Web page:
My Thoughts as an Educator:

This is a quieter story about emotions and sadness. Although this story is about dealing with the loss of a pet, it could be used for discussion about any kind of loss or sadness.

Ages: 4-7

Grades: K – 2

Themes: sadness, loss, friendship


Discuss:  What is your favourite page in the story? Explain why.

Draw & Write: What do you do when you feel sad? Draw a picture of something you like to hold or a place you go to be by yourself. Write sentence: I feel sad when…

Fun at home: With a grown-up, find a cookie recipe and bake some cookies! [Baking is a great opportunity for learning about measuring.]

For more picture book reviews and activities, visit Susanna Leonard Hill's blog  on Fridays.

Thursday, March 26, 2020

Day 3: Fun Ideas for Bored Kids & Overwhelmed Parents - Math with LEGO® Bricks

Although people often think of worksheets when they think of math, there are lots of fun games and hands on activities to try with young children.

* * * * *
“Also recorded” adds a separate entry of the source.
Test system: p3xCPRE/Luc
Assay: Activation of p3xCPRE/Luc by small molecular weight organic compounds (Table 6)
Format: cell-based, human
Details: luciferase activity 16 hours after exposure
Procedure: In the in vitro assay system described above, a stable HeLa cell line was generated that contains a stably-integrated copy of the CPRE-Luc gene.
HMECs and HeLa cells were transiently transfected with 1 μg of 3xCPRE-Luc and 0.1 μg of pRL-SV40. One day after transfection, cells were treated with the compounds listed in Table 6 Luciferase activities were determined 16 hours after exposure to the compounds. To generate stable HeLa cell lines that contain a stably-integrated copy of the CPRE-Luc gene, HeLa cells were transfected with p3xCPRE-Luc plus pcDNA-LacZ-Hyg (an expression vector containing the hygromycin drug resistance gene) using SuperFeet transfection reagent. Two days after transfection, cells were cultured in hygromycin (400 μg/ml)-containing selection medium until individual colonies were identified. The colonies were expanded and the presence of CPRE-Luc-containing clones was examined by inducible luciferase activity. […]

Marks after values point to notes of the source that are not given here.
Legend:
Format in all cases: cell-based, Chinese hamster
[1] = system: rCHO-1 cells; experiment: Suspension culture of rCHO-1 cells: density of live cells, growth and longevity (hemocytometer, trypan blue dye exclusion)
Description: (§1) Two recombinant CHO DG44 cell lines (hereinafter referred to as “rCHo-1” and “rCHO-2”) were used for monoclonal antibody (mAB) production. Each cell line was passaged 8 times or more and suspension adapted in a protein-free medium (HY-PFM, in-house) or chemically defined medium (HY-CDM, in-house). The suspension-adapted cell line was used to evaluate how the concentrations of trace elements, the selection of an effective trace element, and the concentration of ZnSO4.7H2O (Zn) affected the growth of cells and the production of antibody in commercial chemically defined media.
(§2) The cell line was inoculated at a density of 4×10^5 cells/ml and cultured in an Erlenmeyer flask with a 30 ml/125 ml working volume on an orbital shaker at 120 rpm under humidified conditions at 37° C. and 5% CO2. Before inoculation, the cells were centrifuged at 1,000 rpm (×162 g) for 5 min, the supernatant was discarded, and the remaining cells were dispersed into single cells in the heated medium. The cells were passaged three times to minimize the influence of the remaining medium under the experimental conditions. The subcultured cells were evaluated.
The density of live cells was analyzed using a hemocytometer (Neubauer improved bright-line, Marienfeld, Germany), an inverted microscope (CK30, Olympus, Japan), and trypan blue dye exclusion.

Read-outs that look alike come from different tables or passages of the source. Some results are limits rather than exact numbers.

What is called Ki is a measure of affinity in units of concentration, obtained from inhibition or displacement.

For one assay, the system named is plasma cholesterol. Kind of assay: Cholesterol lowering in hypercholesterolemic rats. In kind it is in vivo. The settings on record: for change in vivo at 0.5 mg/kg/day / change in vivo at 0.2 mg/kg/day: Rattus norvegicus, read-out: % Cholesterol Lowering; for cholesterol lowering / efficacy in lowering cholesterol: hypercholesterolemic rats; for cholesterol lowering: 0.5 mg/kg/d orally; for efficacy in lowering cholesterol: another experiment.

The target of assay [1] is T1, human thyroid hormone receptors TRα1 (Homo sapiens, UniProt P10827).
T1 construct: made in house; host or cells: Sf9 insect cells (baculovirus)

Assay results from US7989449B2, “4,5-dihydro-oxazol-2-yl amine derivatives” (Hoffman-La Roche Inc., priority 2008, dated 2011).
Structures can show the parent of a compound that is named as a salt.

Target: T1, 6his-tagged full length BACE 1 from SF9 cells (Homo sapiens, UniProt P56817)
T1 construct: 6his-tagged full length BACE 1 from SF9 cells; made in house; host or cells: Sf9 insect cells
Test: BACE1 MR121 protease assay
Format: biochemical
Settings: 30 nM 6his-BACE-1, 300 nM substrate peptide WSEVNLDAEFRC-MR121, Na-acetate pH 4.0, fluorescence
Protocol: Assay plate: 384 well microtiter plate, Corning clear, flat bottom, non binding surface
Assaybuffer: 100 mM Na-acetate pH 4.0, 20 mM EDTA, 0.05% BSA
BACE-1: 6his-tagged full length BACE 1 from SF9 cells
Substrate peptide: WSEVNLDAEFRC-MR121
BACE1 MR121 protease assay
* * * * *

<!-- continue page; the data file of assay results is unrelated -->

Some ideas for using LEGO® bricks to build math skills in a fun way:

Measuring: Build a measuring stick of 10 or 20 LEGO® bricks. Search around your house or yard for things that are taller or shorter than your measuring stick. Can you find something exactly the same length?

Patterning:  Use your LEGO® to create patterns. You can make patterns with colours, different sized bricks, different brick orientations...so many ways to try it! Challenge other people in your family to create patterns too!

Addition game: Play a tower (or other structure) building game with your family members. Roll one or two dice to see how many pieces to add. Keep going until you reach 25 (or other agreed upon number). You can also play this as a subtraction game, by starting with a tower (or structure) of 25 pieces and taking away bricks, to see who can completely lose their structure first.